Last modified on Wed 29 Apr 2020 08.11 BST
A still from Blood Quantum.
Given how movies about the undead refuse to die, a tweak on what’s become a decaying formula is always a welcome surprise, especially if said tweak involves a little more than “what about zombies but strippers”. Back in the 60s, and at rare times since, the zombie subgenre has been used as a way of sneaking social commentary into horror, the set-up of an invading force destroying a community allowing for a range of sly metaphors.
‘I’m indigenizing zombies’: behind gory First Nation horror Blood Quantum
In Blood Quantum, a grim Canadian B-move that drew praise at last year’s Toronto film festival, writer-director Jeff Barnaby tells a familiar tale through the eyes of an indigenous community in the early 80s. In the film’s opening stretch, we see the Mi’kmaq people of Red Crow grapple with a gruesome outbreak before events leap forward six months and we see how their lives have then radically changed. The nifty twist here is that those who are First Nation residents are immune while the white people around them are not. Barnaby’s colonialist take on the formula is far from subtle, and at times a little too bluntly on the nose, but he’s a film-maker with both something to say and the skillset to say it in a distinctive way, offering up an initially engaging alternative to mere guts and shock tactics.
That’s not to say it isn’t also filled with plenty of guts. In an attention-grabbing first scene, we see a fisherman finding his gutted catch of the day coming back to life and Barnaby proceeds to escalate events with a sharp and, in one brutal pregnancy scene, horrible eye, which makes it a slight disappointment that soon in, we skip to a post-apocalyptic wasteland reminiscent of a low-budget teen show. The central human drama revolves around a fractured family dynamic: sheriff Traylor (Michael Greyeyes), his ex-girlfriend Joss (Elle-Máijá Tailfeathers), their son Joseph (Forrest Goodluck) and Traylor’s wayward son from a previous relationship Lysol (Kiowa Gordon).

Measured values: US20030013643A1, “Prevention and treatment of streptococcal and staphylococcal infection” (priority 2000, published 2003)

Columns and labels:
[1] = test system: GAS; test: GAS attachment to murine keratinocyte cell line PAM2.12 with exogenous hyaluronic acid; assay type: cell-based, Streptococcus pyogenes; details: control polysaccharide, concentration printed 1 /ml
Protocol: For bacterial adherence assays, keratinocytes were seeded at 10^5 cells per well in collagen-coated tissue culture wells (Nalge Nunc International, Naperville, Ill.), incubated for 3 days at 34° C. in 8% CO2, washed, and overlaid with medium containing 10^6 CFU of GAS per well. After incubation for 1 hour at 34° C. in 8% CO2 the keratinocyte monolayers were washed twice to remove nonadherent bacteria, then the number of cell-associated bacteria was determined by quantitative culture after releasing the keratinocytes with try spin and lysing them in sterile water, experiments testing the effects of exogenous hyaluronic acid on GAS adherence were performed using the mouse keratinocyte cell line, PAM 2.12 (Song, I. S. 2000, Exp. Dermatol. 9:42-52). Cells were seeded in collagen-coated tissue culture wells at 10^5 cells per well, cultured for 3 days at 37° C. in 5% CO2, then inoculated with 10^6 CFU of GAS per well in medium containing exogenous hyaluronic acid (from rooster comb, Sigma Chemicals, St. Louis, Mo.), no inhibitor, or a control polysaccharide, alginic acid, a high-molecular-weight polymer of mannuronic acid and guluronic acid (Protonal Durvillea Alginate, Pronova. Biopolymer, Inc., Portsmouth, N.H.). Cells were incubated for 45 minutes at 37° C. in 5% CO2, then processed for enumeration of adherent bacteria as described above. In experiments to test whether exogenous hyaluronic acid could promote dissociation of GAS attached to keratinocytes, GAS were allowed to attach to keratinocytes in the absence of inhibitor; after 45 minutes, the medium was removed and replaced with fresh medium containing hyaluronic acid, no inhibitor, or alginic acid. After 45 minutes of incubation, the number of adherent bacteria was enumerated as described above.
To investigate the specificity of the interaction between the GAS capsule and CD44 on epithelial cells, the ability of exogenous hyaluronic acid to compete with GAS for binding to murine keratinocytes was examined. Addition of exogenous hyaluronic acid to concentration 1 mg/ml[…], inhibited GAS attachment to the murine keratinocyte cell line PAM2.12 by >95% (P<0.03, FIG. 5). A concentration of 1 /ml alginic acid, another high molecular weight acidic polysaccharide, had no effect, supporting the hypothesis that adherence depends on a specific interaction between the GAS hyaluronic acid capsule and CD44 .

The fragile new community that’s been created is made up of the immune Native residents and others who they have saved. The decision to bring in white people causes tension, especially with Lysol, and the film wrestles with an interesting dilemma, at least for a while. A community who have been diminished and abused are now back in control of the land that was always theirs and they must decide how to treat the outsiders and what dangers they’re willing to risk. There’s also a nicely etched, if underpowered, tension between a son who resembles his father before he reformed himself and a son who resembles his father’s newer self, with both sides wrestling for dominance, both mentally and physically.
As one might expect, things soon devolve into chaos but Barnaby’s pacing isn’t always as well-modulated as it is in the film’s first 20 or so minutes. When it gets frantic, he can’t quite muster up any genuine suspense and so relies instead on extreme gore. He does have an impressive knack for it, managing to construct a number of inventively nasty moments, but without much tension, the impact isn’t particularly long-lasting. Performances are also mostly underwhelming and so the family conflict doesn’t cut quite deep enough, making last act stabs at emotional resonance a tad far-fetched. It’s best taken as a violent slab of late-night exploitation, made notable by a powerful conceit and some evocative visuals. It’s just a shame that the execution can’t quite catch up with the premise.
Blood Quantum is now available on Shudder